The city is one of the IT hubs in the country and all major brands you can think of, are present here.
This has made the city very rich and modern but has also created a few interesting side-effects. In it’s striving to be the Silicon Valley of India they have basically copied their American sister, sprouting enormous glascovered office buildings that swallows thousands of workers.
But in India, the investment and quality in air conditioning and comfortability is not the same as in America. Which has led to overheated offices with bad air and sick workers as a consequence. All the glas buildings in the city is also reflecting the scorching hot sun, increasing the average temperature by several degrees. A problem that the Bay area in California doens’t have given that it is often cloudy and a constant breeze there.

In our constant striving for success it is often seen to be a shortcut to copy the already successful, but it is equally easy to forget that these strategies has to be adjusted to the local situations in order to be as efficient. Maybe it will work ok, or even well, but it’s not going to make you the most successful. To be the best you must be innovative and see the current situation as it is and then intuitively adjust to it. Copying you are already stuck in past glory.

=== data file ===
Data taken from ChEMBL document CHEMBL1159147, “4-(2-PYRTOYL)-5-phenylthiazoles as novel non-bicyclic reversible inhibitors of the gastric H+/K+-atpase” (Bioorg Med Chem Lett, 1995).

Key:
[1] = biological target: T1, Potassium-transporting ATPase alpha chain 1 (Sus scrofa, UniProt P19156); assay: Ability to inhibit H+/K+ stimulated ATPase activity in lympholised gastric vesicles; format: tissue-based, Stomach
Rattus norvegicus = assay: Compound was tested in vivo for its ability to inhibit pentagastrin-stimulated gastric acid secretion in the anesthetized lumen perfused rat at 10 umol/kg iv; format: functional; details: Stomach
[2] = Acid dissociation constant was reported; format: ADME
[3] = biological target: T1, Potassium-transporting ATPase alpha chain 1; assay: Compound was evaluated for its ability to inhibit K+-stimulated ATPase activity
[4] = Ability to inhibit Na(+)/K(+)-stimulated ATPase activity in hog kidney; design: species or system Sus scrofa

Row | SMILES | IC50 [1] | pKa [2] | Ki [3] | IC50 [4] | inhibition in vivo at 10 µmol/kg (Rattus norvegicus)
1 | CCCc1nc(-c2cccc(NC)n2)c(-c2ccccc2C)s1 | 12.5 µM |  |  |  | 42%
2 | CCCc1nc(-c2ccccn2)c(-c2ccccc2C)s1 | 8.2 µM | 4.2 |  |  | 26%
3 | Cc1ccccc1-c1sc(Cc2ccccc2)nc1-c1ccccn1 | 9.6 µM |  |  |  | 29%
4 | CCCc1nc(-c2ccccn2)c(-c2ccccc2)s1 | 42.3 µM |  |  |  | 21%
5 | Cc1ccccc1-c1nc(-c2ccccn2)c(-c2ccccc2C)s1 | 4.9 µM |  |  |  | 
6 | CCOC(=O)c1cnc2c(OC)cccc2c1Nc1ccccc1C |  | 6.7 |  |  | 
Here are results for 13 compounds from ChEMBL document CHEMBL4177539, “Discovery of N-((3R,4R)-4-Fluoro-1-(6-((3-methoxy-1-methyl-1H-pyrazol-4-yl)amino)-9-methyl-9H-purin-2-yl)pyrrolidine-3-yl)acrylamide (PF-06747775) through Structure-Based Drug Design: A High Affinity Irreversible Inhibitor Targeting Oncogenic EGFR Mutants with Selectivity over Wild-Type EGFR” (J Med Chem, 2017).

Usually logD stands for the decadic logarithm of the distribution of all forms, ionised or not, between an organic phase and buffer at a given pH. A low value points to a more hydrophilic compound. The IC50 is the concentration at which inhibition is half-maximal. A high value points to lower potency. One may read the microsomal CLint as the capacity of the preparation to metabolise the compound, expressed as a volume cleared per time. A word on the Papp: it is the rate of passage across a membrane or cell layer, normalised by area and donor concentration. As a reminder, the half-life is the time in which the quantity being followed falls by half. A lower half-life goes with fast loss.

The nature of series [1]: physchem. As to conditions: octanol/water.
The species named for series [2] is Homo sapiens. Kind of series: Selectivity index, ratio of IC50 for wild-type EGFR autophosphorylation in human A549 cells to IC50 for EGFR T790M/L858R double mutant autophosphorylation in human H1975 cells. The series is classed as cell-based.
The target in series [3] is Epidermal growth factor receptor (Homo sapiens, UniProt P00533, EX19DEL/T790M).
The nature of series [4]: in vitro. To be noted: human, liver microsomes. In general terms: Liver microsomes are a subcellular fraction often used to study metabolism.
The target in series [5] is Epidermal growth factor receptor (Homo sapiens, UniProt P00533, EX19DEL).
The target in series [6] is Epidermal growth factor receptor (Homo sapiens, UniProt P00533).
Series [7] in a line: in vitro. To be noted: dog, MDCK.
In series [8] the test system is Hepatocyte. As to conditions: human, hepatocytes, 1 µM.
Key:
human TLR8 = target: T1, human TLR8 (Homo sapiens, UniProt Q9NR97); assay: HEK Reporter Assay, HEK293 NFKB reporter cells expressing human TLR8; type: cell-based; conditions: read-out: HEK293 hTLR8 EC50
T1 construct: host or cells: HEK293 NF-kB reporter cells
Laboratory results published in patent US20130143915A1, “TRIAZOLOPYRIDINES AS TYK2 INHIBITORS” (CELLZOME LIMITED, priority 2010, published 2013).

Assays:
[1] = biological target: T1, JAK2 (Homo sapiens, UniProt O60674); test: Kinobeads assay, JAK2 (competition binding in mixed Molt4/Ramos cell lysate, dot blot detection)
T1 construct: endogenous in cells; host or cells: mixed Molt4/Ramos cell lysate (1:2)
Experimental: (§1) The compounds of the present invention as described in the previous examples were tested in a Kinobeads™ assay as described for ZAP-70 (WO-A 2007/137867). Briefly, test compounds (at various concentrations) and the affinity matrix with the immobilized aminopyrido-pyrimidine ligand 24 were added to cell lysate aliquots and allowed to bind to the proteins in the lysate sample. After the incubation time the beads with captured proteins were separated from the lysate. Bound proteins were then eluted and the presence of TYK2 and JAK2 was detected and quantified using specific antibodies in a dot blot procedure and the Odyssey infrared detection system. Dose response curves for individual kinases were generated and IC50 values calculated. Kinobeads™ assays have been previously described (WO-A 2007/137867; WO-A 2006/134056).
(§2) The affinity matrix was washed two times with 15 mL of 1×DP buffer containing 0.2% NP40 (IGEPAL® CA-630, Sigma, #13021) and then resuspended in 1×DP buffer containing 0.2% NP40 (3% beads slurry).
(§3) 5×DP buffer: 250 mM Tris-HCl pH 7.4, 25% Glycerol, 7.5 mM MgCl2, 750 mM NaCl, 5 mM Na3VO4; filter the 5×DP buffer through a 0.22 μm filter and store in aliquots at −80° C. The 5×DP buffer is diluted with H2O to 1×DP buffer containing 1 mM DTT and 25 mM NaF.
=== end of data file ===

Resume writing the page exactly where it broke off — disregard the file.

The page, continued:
Despite eating at a very nice restaurant in the evening, I had the oppurtunity to familiarize myself with the Bangalore Belly, with high fever and body ache joining in. So, my full second day in Bangalore I spent in bed.
I also managed to catch the current fever of IPL, the Indian Premiere League of Cricket, taking place. When Bangalore Royal Challengers are playing, the city is empty and silent, and now when I know the rules of this strange game, it got quite exciting.

On the evening of the second day, when I had gotten fairly well again, we took a taxi down to the trainstation for an overnighter to Hampi, the remains of the old capital of the once glorious empire of Vijayanagar (1336-1556 A.D.), full of enormous temples and monuments spread out in the surrounding area. This is where I am at the moment, recuperating from my illness and traveling.

Not much here…


Nothing really happens here. The only form of entertainment there is here is when the local monkey family has their daily judo practice. Incredibly entertaining and fascinating creatures, If I manage to film them you’ll see how much fun you can have in rural India :)

Other than that, you will have to be satisfied with some pictures: